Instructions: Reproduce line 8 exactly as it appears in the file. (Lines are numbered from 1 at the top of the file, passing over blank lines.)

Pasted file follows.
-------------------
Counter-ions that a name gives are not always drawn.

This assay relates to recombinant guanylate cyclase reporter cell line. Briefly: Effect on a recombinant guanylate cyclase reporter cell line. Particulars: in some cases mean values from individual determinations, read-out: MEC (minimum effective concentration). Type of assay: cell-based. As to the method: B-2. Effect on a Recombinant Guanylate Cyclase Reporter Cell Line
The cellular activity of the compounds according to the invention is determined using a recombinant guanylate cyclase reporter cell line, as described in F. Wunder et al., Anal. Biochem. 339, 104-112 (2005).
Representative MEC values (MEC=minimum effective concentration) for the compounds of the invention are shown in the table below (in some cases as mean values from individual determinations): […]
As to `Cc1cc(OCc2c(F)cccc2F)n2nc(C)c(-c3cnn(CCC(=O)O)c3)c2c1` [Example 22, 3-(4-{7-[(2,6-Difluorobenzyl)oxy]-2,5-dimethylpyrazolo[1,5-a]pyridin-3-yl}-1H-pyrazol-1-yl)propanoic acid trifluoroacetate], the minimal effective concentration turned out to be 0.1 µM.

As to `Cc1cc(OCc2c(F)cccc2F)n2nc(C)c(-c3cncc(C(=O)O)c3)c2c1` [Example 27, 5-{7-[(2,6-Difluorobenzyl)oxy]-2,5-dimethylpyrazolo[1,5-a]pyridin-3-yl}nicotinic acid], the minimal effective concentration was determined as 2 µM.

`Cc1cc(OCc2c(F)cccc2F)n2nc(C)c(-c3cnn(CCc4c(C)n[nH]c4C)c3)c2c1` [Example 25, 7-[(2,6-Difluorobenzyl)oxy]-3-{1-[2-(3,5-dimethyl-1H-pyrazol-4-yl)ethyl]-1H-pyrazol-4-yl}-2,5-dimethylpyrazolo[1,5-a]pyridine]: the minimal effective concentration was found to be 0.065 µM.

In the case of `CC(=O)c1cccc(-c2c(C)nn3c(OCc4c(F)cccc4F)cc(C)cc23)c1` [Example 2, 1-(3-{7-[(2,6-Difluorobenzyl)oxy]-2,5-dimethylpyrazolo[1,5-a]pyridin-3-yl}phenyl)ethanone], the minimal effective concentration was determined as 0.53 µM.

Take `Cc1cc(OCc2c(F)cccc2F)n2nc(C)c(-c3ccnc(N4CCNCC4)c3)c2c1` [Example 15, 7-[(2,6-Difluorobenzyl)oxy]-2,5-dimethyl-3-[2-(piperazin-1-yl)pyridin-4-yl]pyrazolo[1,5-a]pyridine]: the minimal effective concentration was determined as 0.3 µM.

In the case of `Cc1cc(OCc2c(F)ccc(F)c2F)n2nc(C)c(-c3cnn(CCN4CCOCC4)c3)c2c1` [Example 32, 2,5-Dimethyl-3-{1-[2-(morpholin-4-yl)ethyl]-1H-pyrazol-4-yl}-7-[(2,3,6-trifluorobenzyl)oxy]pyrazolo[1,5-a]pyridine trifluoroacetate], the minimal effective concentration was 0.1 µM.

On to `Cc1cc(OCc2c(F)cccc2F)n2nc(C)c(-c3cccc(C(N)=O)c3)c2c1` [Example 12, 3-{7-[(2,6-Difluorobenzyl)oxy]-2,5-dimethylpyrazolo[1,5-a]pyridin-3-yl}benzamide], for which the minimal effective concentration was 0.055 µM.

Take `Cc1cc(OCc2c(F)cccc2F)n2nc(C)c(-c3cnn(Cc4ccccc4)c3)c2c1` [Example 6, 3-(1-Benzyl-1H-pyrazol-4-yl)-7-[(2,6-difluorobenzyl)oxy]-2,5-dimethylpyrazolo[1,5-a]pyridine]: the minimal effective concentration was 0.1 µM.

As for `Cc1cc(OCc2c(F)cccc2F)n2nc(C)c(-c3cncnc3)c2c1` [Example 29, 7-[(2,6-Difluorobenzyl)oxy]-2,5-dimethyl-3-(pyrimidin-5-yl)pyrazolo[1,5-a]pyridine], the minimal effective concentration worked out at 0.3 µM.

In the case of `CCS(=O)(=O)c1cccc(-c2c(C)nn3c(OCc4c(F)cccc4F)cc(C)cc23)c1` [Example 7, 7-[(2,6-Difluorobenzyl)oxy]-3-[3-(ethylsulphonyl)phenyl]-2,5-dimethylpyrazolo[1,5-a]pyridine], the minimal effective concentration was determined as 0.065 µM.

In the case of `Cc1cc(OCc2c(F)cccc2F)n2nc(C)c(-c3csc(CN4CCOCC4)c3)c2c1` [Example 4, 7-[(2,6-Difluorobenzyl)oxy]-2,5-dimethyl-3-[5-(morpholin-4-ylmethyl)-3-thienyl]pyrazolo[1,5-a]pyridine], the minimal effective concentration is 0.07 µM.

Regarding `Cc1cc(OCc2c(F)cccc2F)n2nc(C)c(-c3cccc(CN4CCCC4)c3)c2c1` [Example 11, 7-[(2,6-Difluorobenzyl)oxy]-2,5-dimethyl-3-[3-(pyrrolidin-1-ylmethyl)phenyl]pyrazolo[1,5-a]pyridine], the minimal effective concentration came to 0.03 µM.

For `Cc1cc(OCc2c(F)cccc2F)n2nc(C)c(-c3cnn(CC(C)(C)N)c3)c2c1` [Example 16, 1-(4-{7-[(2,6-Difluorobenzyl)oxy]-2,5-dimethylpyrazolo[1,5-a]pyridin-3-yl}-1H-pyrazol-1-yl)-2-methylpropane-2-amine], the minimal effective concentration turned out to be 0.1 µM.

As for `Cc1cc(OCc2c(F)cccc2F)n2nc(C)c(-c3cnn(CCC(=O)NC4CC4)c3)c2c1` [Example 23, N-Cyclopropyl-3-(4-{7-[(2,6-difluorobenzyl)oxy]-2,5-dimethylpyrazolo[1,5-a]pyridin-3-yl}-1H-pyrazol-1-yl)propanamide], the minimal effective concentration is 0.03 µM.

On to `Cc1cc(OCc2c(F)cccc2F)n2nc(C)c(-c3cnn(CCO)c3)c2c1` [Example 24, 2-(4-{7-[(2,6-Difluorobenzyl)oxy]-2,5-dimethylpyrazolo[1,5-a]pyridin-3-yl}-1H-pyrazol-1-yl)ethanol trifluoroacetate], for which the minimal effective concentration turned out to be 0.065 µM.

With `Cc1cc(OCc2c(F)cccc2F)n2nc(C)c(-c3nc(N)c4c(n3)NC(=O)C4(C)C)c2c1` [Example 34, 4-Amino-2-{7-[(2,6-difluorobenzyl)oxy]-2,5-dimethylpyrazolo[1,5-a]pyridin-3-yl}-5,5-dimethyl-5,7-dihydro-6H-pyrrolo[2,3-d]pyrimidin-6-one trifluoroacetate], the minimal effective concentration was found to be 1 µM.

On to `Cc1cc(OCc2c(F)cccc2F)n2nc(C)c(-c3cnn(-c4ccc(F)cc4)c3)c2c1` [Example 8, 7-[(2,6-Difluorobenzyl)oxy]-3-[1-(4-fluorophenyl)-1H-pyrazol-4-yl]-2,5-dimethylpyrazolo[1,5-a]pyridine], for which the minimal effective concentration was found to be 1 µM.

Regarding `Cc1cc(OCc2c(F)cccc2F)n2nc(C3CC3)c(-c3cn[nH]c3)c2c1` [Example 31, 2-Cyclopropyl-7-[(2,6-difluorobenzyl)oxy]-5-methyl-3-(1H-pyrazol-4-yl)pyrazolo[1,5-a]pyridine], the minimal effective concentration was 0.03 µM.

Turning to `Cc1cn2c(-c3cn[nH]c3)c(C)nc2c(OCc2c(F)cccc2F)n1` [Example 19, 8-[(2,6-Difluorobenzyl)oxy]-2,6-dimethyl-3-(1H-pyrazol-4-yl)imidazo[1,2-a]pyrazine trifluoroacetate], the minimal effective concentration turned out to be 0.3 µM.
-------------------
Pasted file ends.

In the case of `CC(=O)c1cccc(-c2c(C)nn3c(OCc4c(F)cccc4F)cc(C)cc23)c1` [Example 2, 1-(3-{7-[(2,6-Difluorobenzyl)oxy]-2,5-dimethylpyrazolo[1,5-a]pyridin-3-yl}phenyl)ethanone], the minimal effective concentration was determined as 0.53 µM.